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$1 at Start of Biden’s Term Now Worth 88 Cents as Inflation ‘Crushing’ Americans: Sen. Ron Johnson

Sen. Ron Johnson (R-Wis.) illustrated in a statement on Sept. 20 how soaring inflation has eroded Americans’ purchasing power, pointing out in stark terms that $1 at the start of the Biden administration was now effectively worth just 88.3 cents.

Johnson, who’s been a repeated vocal critic of President Joe Biden’s handling of the economy and Democrats’ big spending bills, took to Twitter on Tuesday to criticize the impact of red-hot inflation on American households.

“Let this sink in: $1.00 at the start of the Biden administration is now worth $0.88. This is the Democrats’ tax on the middle class, and it’s crushing all Americans,” Johnson wrote.

In an interview on Fox News, Johnson elaborated on his point about the dramatic reduction in purchasing power due to inflation, especially among Americans on fixed incomes, like retirees.

“If you’re a senior lucky enough to hold $100,000 in a retirement account at the start of the Biden administration, it’s now worth only $88,300,” he told the outlet.

“It’s like the federal government stole $12,000 out of your savings account, and that’s exactly what they did because of their exorbitant and out-of-control deficit spending,” he said, adding, “and they have no intention of stopping.”

The Republican senator earlier criticized the passage of the Democrat-led Inflation Reduction Act, calling it a misnomer that would—contrary to remarks made by members of the Biden administration—add to inflationary pressures.

Inflation ‘Hasn’t Spiked,’ Biden Claims

Johnson’s scathing remarks on Twitter on Tuesday came on the heels of President Joe Biden’s eyebrow-raising interview on CBS’s “60 Minutes” program, in which the president downplayed the inflationary pressures facing American families.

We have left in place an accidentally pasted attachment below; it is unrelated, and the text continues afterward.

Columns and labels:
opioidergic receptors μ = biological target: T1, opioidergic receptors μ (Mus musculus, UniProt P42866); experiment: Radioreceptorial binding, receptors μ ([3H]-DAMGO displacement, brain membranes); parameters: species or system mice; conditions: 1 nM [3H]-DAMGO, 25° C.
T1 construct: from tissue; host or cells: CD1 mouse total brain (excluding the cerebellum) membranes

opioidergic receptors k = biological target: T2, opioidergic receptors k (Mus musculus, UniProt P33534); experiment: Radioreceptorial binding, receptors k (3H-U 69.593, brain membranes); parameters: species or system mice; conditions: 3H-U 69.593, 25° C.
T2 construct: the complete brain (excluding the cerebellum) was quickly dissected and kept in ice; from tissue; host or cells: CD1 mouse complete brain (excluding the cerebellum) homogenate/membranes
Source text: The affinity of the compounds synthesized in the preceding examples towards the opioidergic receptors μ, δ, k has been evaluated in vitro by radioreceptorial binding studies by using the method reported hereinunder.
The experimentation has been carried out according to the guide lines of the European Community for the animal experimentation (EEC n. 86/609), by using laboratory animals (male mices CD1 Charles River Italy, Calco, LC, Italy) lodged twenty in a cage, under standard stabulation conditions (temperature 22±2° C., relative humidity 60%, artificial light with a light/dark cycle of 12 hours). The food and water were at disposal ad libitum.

Biden said in the interview that inflation over the past few months “hasn’t spiked” and that the monthly rate of inflation was negligible.

“The inflation rate month to month was just … an inch, hardly at all,” Biden said in response to a question by CBS’s Scott Pelley, who noted that the most recent Consumer Price Index (CPI) came in at an annual 8.3 percent—which is close to a multi-decade high—and that Americans were “shocked by their grocery bills.”

Grocery store inflation—based on the so-called “food away from home” category in the CPI data—shot up by an annual 13.5 percent in August, the fastest in 43 years.

Biden replied to Pelley’s question by calling for “perspective” and focusing on the month-over-month rate of inflation in August—which was 0.1 percent—rather than the year-over-year pace of 8.3 percent.

The president’s remarks on inflation sparked a flurry of critical takes from Republicans, and others.

‘Voters Know Where the Buck Stops’

Steve Forbes, chairman and editor-in-chief of Forbes magazine, told Fox Business Network that President Biden is sure to get blowback for his “happy talk” on inflation. Forbes added that Biden is “doing all he can to make it impossible to recover from the inflation that comes from disrupting supply chains” with his anti-fossil fuel policies that will raise energy prices.

Grover Norquist, president of Americans for Tax Reform, argued in an op-ed on Fox News that soaring inflation is a key motivating issue for people preparing to vote in the midterms in November.

“Voters know where the buck stops,” Norquist wrote, adding that “inflation is front and center in this election” and that Biden’s attitude on inflation would drive some voters to cast ballots for the GOP.

Some economists—and many Americans facing sticker shock when buying everyday essentials—believe the true rate of inflation is much higher than the 8.3 percent official government data show.

An alternative inflation gauge developed by economist John Williams, calculated according to the same methodology used by the U.S. government in the 1980s, puts August’s inflation figure at an annual 16.5 percent, nearly double the official figure.


Tom Ozimek has a broad background in journalism, deposit insurance, marketing and communications, and adult education. The best writing advice he’s ever heard is from Roy Peter Clark: ‘Hit your target’ and ‘leave the best for last.’

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